South Africa election: Ruling ANC set for reduced majority

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At the last election in 2014, the ANC won 62 percent of votes, the DA 22 percent and the EFF 6 percent.

Polls closed in South Africa on Wednesday after nationwide elections nearly certain to keep the ruling ANC in power despite anger over corruption scandals, sluggish growth, and record unemployment.

While the ANC will win at the national level, the governing party is at risk of losing control of South Africa's economic heartland, the province of Gauteng, where Johannesburg and Pretoria are located.

The Council for Scientific and Industrial Research, a government agency, also forecast a decline in support, predicting the ANC would get just over 57 percent of the parliamentary vote and about 50 percent in the provincial polls.

Voting for the 400-member National Assembly and nine provincial legislatures is due to run from 7 a.m. local time to 9 p.m.

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President Cyril Ramaphosa has the full backing of the ANC to reduce the size of the cabinet after the elections, senior official Fikile Mbalula said. "This is the most important vote since 1994".

But the ANC's list of parliamentary candidates contains many hardliners who are opposed to Ramaphosa's reformist agenda and could frustrate his initiatives in parliament. If the ANC doesn't do well, there's a better chance of Ramaphosa being ousted from the party structures, with crooks like Ace Magashule and David Mabuza (and a certain Jacob Zuma behind the scenes) becoming more powerful.

As officials trudged through millions of votes on Thursday, election officials announced they would "urgently conduct" an audit into allegations that some citizens may have voted a few times, by removing the indelible ink voting officials put on every voter's thumb.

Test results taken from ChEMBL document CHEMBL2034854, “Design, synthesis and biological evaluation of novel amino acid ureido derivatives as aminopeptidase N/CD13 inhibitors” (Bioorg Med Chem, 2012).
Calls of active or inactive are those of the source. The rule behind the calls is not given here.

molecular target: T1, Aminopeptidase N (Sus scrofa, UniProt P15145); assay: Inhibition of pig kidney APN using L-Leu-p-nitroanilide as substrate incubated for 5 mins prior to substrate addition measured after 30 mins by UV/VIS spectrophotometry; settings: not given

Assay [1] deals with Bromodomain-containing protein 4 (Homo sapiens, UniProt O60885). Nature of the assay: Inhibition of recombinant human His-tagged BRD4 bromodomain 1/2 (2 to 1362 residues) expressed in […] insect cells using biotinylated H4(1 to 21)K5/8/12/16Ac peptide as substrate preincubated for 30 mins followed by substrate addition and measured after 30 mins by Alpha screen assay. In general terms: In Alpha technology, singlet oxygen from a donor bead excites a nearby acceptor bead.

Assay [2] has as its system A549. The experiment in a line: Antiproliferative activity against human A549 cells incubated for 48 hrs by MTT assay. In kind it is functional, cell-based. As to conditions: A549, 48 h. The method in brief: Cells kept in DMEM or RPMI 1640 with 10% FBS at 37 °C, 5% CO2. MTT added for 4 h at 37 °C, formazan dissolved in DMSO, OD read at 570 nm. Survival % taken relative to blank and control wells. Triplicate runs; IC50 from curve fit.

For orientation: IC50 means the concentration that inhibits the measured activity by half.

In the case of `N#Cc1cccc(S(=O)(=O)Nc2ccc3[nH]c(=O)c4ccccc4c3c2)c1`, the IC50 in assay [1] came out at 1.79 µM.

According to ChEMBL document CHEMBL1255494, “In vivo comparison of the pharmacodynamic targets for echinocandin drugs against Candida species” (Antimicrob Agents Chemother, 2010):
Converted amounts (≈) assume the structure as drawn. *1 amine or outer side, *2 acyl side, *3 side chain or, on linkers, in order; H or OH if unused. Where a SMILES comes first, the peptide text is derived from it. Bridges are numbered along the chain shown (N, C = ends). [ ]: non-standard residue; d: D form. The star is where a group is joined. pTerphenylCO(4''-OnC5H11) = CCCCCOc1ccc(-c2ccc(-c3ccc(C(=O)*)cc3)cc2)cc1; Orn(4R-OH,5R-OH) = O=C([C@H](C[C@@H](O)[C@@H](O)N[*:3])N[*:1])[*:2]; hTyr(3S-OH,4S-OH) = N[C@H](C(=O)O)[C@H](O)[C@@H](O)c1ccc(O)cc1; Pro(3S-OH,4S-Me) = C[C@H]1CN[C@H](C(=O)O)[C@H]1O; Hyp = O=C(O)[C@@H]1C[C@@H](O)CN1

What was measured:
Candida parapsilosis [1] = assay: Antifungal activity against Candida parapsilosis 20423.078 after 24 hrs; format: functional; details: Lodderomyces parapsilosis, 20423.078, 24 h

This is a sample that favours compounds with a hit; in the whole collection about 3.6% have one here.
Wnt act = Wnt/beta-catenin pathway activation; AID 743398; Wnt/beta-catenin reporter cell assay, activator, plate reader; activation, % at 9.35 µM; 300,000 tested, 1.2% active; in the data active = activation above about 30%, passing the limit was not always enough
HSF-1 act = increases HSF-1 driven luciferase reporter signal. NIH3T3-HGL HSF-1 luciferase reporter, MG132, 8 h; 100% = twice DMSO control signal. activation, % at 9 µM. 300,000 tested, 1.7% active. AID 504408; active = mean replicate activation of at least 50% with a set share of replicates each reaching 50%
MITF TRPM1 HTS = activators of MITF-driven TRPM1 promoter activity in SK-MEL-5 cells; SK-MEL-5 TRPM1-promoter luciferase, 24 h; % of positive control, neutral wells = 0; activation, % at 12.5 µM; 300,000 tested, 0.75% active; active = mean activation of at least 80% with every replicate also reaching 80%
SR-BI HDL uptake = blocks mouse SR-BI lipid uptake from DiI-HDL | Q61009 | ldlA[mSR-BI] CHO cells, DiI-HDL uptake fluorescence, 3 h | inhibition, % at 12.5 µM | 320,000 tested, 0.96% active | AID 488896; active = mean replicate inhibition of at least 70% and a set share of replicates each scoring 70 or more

The populist, left-wing Economic Freedom Fighters, which also made graft a main campaign issue, increased its share of the vote to almost 10% support.

The ANC has been confronted by deepening public anger over its failure to tackle poverty and inequality in post-apartheid South Africa.

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"We admit that we have made mistakes and we put ourselves before our people and say yes - we have made mistakes, but it is only those who are doing nothing who don't make mistakes", he said.

"This election also seems to have been quite tough on the smaller parties", says Jenny Holloway, senior researcher at the CSIR.

Election officials said voting in general had progressed smoothly but that there had been isolated disruptions caused by bad weather, unscheduled power outages or community protests. But his supporters are fighting an internal feud with Mr. Zuma's faction, which has remained heavily influential in the ANC. He was celebrating "that our country is now ruled by black people", he told the BBC. It had 23% of the vote, about the same share it received previously.

In 2015 the DA appointed its first black leader, Mmusi Maimane, to broaden its appeal and improved its national standing by leading coalition victories in local government elections in metropolitan areas like Johannesburg a year later.

It doesn't help that among its ranks, the DA has former apartheid era Afrikaner leaders who are keen to protect white privilege in a multi-racial South Africa.

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